Case Report

A 24-year-old female, presented with aesthetic complaints due to intrinsic stains on maxillary anterior dentition (Figure 1). She reported previous bleaching treatment with mild resolution of stain. Oral examination revealed mild fluorosis staining, rotation of tooth #22 and the rest of teeth structures were adequate for composite laminate (Figure 2). Direct composite restorations were considered treatment of choice due to financial constraint and immediate restoration of problem. Teeth #12 to #22 were also included in the treatment plan due to discolorations and correction of mild rotation to achieve better aesthetic results.

  1. Figure 1:
    Preoperative extraoral view.

  1. Figure 2:
    Preoperative intraoral frontal view.


1. Shade selection technique was initiated before tooth preparation. The shade selection technique was followed as:

i. Teeth was pumice wash lightly to remove any stains, debris, pellicle, but not much as it may influence the tooth's natural luster and finish as this could affect the shade matching.

i. The dentin shade was obtained from the gingival third of the tooth where the enamel is the thinnest or (the canines can be used because of high chroma). Clinically, this was accomplished by placing a minimal thin convenience form of the shade in the gingival third and light curing.

ii. The enamel shade was conveniently obtained in the middle third of the tooth, where the enamel is the thickest. The incisal or translucent shade is observed in the incisal third of the tooth, where the enamel is the thickest and there is little dentin opacity. In most anterior teeth the translucent zone carries into the transitional line angle zones.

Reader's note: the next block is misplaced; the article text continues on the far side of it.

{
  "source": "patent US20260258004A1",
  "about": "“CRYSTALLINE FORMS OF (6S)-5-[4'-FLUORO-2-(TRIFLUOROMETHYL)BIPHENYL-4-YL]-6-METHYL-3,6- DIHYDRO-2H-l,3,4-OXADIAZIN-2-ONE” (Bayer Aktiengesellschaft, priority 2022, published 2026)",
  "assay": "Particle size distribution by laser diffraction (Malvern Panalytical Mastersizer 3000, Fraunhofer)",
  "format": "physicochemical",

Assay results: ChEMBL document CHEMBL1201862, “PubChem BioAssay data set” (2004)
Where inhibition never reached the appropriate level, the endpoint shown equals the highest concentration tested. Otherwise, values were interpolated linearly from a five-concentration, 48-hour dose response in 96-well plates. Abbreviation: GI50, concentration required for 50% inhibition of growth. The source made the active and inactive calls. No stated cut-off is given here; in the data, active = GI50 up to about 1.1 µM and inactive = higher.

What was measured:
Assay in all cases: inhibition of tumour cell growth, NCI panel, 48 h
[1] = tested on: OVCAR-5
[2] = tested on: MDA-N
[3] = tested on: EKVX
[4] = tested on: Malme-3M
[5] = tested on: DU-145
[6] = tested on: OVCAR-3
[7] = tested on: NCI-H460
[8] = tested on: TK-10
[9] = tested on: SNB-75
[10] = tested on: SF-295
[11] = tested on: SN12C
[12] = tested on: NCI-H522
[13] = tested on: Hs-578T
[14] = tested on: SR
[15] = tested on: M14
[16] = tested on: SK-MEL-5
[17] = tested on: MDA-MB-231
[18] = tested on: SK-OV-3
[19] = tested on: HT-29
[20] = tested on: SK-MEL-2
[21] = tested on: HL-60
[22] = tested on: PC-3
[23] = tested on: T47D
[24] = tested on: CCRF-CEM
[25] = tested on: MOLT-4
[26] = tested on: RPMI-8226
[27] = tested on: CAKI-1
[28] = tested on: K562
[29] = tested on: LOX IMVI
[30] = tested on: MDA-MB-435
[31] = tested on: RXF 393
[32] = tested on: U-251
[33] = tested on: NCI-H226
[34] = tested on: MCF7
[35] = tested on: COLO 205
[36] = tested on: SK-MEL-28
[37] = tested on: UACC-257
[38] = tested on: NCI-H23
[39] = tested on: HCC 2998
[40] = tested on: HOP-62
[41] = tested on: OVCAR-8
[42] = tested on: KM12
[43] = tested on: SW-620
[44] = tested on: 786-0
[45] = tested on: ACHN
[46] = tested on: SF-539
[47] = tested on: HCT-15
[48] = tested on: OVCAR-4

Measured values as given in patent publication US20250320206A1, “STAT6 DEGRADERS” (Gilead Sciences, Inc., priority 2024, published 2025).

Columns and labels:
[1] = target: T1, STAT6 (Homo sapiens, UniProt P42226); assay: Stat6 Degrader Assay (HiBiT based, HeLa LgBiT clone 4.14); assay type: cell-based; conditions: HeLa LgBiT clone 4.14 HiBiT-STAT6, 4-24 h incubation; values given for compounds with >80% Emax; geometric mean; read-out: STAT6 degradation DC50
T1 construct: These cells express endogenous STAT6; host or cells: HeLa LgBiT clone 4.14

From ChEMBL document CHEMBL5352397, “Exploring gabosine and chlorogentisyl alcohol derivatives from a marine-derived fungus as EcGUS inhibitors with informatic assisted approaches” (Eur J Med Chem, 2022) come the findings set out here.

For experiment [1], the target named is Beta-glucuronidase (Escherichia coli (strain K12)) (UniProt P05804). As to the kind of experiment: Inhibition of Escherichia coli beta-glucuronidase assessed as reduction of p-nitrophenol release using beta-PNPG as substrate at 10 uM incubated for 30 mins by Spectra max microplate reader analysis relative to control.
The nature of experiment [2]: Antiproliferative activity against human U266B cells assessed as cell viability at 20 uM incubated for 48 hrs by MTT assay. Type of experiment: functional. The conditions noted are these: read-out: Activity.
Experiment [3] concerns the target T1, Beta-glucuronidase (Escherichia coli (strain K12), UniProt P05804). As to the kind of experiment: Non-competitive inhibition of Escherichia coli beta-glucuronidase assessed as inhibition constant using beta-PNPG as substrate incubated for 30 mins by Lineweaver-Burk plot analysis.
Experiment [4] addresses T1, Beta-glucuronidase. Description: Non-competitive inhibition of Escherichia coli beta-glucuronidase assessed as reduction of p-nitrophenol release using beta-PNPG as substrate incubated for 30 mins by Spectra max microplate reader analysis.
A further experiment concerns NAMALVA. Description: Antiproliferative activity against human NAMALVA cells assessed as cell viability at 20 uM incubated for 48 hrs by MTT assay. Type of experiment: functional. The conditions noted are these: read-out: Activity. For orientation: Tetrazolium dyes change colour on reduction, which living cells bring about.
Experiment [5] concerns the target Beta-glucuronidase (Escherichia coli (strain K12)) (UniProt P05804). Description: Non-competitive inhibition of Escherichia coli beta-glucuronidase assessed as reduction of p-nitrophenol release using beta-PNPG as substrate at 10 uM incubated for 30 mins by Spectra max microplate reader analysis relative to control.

iii. This was used as an alternative technique to colour mapping while doing the aesthetic composite restoration. The colour mapping procedures were lengthy and often the operator's eyes fatigue physically and mentally.

iv. Aesthetic Pre-recontouring mock-up using the selected shades was done without adhesive technique. Once satisfied, procedure was initiated.

1. Preparations of labial surfaces were limited to enamel borders with cervical areas preparation finished at the gingival margin (Figure 3).

  1. Figure 3:
    Intraoperative view minimal enamel preparation.

2. With the preparations finished, translucent matrix bands were placed covering the mesial and distal surfaces of the teeth, engaged to the cervical area with appropriate wedges; 37% phosphoric acid (Etching Gel, Kerr, USA) was applied for 30 seconds, rinsed with water spray and allow to dry slightly.

3. A one-bottled bonding agent (Adper Single Bond, 3M ESPE, USA) was applied in two layers to prepared surfaces and polymerized with the light-curing unit for 20 seconds. B2 shade was selected. A B2 dentin shade composite resin material (GC Gaenial, GC Corp., Tokyo, Japan) was applied and polymerized with the light-curing unit for 40 seconds. Then, B2 enamel shade of composite material (GC Gaenial, GC Corp., Tokyo, Japan) was applied gradually to the whole labial areas of the teeth and polymerized for 40 seconds every time.